On the heels of last week’s Aladdin update comes another exciting bit of casting news for another big Disney remake. This time it’s Jon Favreau’s take on The Lion King, which has enlisted Alfre Woodard as the voice of Sarabi — head lioness, partner to Mufasa, and mother of Simba in the upcoming live-action (ish) version of the studio’s beloved animated classic.
Now this is a thrilling combination of nouns: Amazon Studios has snatched up Lucy and Desi, an upcoming biopic written by Aaron Sorkin and starring Cate Blanchett as TV icon Lucille Ball. A masterful actress playing a masterful comedian in a film scripted by a masterful screenwriter is quite a catch, to say the least — all that’s missing is Desi himself, and given the talent involved so far, you have to imagine it’ll be someone great.
Zack Snyder had so much additional material for Batman v Superman: Dawn of Justice that he delivered a three-hour director’s cut for the Blu-ray release. And after all those reports of reshoots and competing cuts, Suicide Squad arrived on home video with a decent amount of bonus footage — mostly featuring Jared Leto’s Joker. As for Wonder Woman, director Patty Jenkins says you shouldn’t expect to see any deleted scenes when the film hits DVD and Blu-ray…because there aren’t any deleted scenes, like, at all.
The ratio of Netflix Originals to acquired content continues to skew more toward the former each month, and May is absolutely stacked with fresh original films, comedy specials and TV shows — including new season premieres of some of our favorite series, like Unbreakable Kimmy Schmidt, Master of None (finally!), Sense8, Bloodline, House of Cards and more. As for original films, next month’s additions include War Machine, along with specials from beloved comedians like Marie Bamford and Tracy Morgan.
Start marking your calendars now (and apologize to your loved ones in advance for your lack of interaction) because Netflix is looking pretty stacked in March. In addition to the usual assortment of recent releases, old favorites and contemporary classics, next month brings premieres of new Netflix Original series like Love Season 2, Grace and Frankie Season 3, and — last but far from least — the latest addition to Marvel’s Defenders lineup.
Not long after setting Mike DeLuca and Jennifer Todd as showrunners, the Academy of Motion Pictures Arts and Sciences has officially selected the host of the 2017 Oscars telecast. Drumroll please…oh, forget it, you saw the headline. It’s Jimmy Kimmel, comedian, host of Jimmy Kimmel Live! and, most importantly, the guy who brought you celebrities reading mean tweets about themselves for your entertainment.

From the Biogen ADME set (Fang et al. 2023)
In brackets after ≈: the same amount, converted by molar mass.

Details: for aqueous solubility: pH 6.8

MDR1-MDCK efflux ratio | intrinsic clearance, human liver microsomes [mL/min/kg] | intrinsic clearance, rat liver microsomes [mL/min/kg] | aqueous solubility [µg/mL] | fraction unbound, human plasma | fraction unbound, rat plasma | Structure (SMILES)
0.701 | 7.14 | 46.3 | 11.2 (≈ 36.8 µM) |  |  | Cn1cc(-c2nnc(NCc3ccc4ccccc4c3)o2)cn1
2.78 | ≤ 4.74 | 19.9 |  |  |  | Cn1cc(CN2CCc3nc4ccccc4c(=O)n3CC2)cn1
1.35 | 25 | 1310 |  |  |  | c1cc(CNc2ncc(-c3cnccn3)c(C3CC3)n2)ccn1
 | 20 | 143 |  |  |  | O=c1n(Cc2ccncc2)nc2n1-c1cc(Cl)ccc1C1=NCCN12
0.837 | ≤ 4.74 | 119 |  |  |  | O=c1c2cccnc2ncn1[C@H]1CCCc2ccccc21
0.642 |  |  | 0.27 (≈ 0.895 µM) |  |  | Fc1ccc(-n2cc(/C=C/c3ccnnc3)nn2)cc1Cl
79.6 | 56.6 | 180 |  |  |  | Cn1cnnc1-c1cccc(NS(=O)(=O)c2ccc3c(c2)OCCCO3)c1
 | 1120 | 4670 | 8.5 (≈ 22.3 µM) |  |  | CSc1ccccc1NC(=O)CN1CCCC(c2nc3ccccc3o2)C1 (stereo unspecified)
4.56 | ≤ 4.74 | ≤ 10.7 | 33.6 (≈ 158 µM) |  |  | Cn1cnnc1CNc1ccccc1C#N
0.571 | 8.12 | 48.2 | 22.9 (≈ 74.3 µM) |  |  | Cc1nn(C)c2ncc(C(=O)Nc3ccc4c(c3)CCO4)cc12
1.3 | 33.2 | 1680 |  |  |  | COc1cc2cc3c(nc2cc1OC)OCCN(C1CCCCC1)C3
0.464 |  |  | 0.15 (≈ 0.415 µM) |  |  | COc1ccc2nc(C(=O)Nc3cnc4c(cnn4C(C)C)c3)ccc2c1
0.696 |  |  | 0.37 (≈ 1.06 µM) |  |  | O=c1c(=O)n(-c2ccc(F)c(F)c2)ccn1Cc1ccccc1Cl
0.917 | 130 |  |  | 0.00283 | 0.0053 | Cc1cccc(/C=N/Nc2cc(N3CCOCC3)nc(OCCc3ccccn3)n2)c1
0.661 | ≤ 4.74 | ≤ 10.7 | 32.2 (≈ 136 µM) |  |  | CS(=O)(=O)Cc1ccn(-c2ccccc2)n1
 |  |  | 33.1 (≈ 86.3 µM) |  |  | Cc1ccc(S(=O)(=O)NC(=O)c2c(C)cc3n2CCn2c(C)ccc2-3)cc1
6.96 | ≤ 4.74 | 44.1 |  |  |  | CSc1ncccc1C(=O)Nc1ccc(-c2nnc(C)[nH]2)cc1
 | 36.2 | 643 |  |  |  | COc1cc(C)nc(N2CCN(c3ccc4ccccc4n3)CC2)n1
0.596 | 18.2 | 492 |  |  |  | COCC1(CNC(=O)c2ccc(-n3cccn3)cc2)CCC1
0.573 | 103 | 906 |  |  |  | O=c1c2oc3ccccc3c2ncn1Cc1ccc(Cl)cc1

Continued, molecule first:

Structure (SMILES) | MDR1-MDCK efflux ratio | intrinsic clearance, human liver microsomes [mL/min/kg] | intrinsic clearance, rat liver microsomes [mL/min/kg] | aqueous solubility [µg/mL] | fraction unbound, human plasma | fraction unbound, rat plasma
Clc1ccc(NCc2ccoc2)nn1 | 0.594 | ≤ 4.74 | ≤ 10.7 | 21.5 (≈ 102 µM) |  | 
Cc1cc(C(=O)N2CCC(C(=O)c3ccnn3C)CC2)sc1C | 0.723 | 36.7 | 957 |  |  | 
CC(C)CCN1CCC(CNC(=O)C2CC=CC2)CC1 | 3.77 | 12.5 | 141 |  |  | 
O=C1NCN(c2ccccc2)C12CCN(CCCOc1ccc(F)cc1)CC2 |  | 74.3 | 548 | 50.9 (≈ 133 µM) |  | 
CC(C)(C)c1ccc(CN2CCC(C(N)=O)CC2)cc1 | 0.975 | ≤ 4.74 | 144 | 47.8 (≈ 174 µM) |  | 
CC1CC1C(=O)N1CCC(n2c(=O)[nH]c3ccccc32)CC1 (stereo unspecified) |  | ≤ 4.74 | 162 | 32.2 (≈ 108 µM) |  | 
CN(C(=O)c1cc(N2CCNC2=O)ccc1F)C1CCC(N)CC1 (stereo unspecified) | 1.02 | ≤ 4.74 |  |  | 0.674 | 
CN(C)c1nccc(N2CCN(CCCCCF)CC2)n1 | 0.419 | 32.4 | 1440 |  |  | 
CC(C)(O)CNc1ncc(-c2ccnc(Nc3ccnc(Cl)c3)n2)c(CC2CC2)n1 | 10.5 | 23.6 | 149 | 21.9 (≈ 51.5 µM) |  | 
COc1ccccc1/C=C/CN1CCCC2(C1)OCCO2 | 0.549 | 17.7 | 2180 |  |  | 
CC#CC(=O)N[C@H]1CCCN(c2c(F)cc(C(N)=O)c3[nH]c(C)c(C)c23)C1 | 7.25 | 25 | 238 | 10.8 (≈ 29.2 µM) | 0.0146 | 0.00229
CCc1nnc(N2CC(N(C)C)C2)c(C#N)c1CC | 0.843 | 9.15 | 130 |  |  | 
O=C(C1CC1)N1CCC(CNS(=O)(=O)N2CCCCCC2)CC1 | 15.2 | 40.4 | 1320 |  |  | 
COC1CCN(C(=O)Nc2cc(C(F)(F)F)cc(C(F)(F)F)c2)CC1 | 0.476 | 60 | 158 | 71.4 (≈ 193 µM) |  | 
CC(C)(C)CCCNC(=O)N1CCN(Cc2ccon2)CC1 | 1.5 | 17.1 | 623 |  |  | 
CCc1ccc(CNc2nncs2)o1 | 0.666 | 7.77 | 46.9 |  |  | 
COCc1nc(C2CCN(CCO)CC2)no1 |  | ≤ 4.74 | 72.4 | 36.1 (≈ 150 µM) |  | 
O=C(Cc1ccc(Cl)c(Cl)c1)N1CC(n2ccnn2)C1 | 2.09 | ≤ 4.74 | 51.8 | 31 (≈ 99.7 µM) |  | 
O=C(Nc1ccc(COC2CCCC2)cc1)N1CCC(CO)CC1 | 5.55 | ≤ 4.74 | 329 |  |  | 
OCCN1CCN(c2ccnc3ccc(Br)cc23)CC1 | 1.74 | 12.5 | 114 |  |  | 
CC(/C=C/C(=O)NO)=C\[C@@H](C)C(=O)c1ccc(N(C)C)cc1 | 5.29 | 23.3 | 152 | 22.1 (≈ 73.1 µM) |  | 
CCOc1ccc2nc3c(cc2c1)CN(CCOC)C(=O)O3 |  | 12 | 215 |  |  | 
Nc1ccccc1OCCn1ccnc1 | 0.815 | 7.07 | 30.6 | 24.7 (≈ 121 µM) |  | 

It’s been a little over two years since Disney officially announced a sequel to 2007’s delightful live-action fairy tale comedy Enchanted. In the time since then, the studio has been loading up on live-action remakes of older classics, and though you’d think Enchanted 2 would fit right in with their current release plan, there’s been no further talk of it — until today, that is, as Disney has tapped Rock of Ages director Adam Shankman to work his magic on the long-awaited sequel.
After a pretty disappointing summer, our hopes are high (but not, like, too high) for August to swoop in and deliver at least one or two entertaining blockbusters before the season ends. Fueling that optimism is the release of Suicide Squad, David Ayer’s comic book villain team-up that promises to inject a little fun in the DC movie universe. Next month also brings a new stop-motion adventure from Laika, an R-rated animated movie about talking food (you know, for the grown-ups) and Meryl Streep’s latest Oscars power play. Read on for our complete guide to next month’s new movie releases.
Arnold Schwarzenegger appearing in a new action film isn’t exactly surprising news, but it’s always exciting. But his latest project should make plenty of you (including ScreenCrush’s resident expert / #1 Arnold fan Matt Singer) quite happy, as the actor and former Governator has signed on to star in an action comedy that also happens to mark the directorial debut of SNL’s Taran Killam.
Mary Harron knows a few things about the struggles of being a woman in Hollywood. Like many of her fellow female filmmakers, Harron hasn’t had the easiest time. After making an assertive debut with I Shot Andy Warhol, she went on to helm the critically-acclaimed American Psycho, and since then has stuck mostly to television, where she’s directed episodes of shows like Big Love and The Following, and the HBO film The Notorious Bettie Page. At long last, Harron is finally developing a new film project, one that reunites her with American Psycho co-writer Guinevere Turner, the duo once again exploring the darker, more murderous side of humanity.
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